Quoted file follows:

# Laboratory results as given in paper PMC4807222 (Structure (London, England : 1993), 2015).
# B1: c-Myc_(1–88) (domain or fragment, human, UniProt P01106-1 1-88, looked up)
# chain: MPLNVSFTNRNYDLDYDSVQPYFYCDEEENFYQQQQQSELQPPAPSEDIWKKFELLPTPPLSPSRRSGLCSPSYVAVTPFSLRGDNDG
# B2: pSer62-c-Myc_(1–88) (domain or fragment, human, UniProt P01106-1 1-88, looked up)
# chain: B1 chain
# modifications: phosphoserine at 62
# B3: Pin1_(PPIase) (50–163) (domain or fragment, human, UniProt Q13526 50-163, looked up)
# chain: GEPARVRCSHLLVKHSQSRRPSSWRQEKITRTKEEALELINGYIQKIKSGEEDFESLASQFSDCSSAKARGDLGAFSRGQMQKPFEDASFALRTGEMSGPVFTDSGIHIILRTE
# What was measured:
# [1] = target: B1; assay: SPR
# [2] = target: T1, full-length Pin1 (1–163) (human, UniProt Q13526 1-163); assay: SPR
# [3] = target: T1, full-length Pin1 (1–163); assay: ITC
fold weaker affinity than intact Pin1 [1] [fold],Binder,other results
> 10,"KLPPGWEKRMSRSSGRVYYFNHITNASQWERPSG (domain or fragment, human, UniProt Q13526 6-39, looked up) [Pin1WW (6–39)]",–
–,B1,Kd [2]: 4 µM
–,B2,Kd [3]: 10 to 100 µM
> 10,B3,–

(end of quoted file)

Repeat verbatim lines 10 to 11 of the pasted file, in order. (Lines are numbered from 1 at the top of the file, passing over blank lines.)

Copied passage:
# [1] = target: B1; assay: SPR
# [2] = target: T1, full-length Pin1 (1–163) (human, UniProt Q13526 1-163); assay: SPR